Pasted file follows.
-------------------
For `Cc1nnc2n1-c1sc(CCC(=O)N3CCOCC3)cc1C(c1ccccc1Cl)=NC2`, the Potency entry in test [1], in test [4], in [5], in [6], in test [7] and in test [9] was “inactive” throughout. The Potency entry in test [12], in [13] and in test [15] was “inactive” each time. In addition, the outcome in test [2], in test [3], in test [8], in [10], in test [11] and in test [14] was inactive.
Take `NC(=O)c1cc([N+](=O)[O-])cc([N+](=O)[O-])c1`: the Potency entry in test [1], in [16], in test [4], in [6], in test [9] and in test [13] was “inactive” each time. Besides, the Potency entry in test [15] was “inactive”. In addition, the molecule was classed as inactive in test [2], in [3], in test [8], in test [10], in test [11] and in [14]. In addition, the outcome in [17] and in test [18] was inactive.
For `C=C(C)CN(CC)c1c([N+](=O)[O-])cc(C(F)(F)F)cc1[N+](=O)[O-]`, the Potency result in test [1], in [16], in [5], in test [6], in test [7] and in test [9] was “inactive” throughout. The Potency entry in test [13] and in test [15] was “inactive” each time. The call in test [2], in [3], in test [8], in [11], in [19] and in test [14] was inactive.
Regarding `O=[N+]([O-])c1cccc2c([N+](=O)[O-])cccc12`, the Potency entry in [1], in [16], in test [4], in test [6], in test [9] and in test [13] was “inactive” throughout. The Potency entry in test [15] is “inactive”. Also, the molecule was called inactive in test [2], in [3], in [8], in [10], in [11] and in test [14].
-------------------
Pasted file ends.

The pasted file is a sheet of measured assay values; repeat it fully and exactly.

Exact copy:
For `Cc1nnc2n1-c1sc(CCC(=O)N3CCOCC3)cc1C(c1ccccc1Cl)=NC2`, the Potency entry in test [1], in test [4], in [5], in [6], in test [7] and in test [9] was “inactive” throughout. The Potency entry in test [12], in [13] and in test [15] was “inactive” each time. In addition, the outcome in test [2], in test [3], in test [8], in [10], in test [11] and in test [14] was inactive.
Take `NC(=O)c1cc([N+](=O)[O-])cc([N+](=O)[O-])c1`: the Potency entry in test [1], in [16], in test [4], in [6], in test [9] and in test [13] was “inactive” each time. Besides, the Potency entry in test [15] was “inactive”. In addition, the molecule was classed as inactive in test [2], in [3], in test [8], in test [10], in test [11] and in [14]. In addition, the outcome in [17] and in test [18] was inactive.
For `C=C(C)CN(CC)c1c([N+](=O)[O-])cc(C(F)(F)F)cc1[N+](=O)[O-]`, the Potency result in test [1], in [16], in [5], in test [6], in test [7] and in test [9] was “inactive” throughout. The Potency entry in test [13] and in test [15] was “inactive” each time. The call in test [2], in [3], in test [8], in [11], in [19] and in test [14] was inactive.
Regarding `O=[N+]([O-])c1cccc2c([N+](=O)[O-])cccc12`, the Potency entry in [1], in [16], in test [4], in test [6], in test [9] and in test [13] was “inactive” throughout. The Potency entry in test [15] is “inactive”. Also, the molecule was called inactive in test [2], in [3], in [8], in [10], in [11] and in test [14].